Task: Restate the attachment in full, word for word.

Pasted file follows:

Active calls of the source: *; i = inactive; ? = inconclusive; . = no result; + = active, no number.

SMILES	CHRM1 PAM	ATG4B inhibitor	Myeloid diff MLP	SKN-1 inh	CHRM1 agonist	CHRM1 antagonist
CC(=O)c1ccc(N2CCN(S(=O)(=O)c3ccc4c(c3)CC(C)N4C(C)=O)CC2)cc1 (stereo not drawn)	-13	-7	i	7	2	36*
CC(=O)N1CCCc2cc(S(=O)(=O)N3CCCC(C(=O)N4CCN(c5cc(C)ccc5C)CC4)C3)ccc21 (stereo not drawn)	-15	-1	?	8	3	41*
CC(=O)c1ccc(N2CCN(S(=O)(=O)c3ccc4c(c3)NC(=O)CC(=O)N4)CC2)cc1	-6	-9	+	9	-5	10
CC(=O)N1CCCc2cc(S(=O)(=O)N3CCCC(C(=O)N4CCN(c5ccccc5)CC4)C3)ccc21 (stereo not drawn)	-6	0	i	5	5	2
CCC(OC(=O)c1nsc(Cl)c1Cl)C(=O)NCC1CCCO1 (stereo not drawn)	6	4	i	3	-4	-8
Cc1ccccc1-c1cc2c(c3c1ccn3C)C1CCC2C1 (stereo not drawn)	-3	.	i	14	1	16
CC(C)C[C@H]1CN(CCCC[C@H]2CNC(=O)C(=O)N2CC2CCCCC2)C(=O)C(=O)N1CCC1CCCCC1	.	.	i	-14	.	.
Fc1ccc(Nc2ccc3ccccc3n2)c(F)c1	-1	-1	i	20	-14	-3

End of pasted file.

Active calls of the source: *; i = inactive; ? = inconclusive; . = no result; + = active, no number.

SMILES	CHRM1 PAM	ATG4B inhibitor	Myeloid diff MLP	SKN-1 inh	CHRM1 agonist	CHRM1 antagonist
CC(=O)c1ccc(N2CCN(S(=O)(=O)c3ccc4c(c3)CC(C)N4C(C)=O)CC2)cc1 (stereo not drawn)	-13	-7	i	7	2	36*
CC(=O)N1CCCc2cc(S(=O)(=O)N3CCCC(C(=O)N4CCN(c5cc(C)ccc5C)CC4)C3)ccc21 (stereo not drawn)	-15	-1	?	8	3	41*
CC(=O)c1ccc(N2CCN(S(=O)(=O)c3ccc4c(c3)NC(=O)CC(=O)N4)CC2)cc1	-6	-9	+	9	-5	10
CC(=O)N1CCCc2cc(S(=O)(=O)N3CCCC(C(=O)N4CCN(c5ccccc5)CC4)C3)ccc21 (stereo not drawn)	-6	0	i	5	5	2
CCC(OC(=O)c1nsc(Cl)c1Cl)C(=O)NCC1CCCO1 (stereo not drawn)	6	4	i	3	-4	-8
Cc1ccccc1-c1cc2c(c3c1ccn3C)C1CCC2C1 (stereo not drawn)	-3	.	i	14	1	16
CC(C)C[C@H]1CN(CCCC[C@H]2CNC(=O)C(=O)N2CC2CCCCC2)C(=O)C(=O)N1CCC1CCCCC1	.	.	i	-14	.	.
Fc1ccc(Nc2ccc3ccccc3n2)c(F)c1	-1	-1	i	20	-14	-3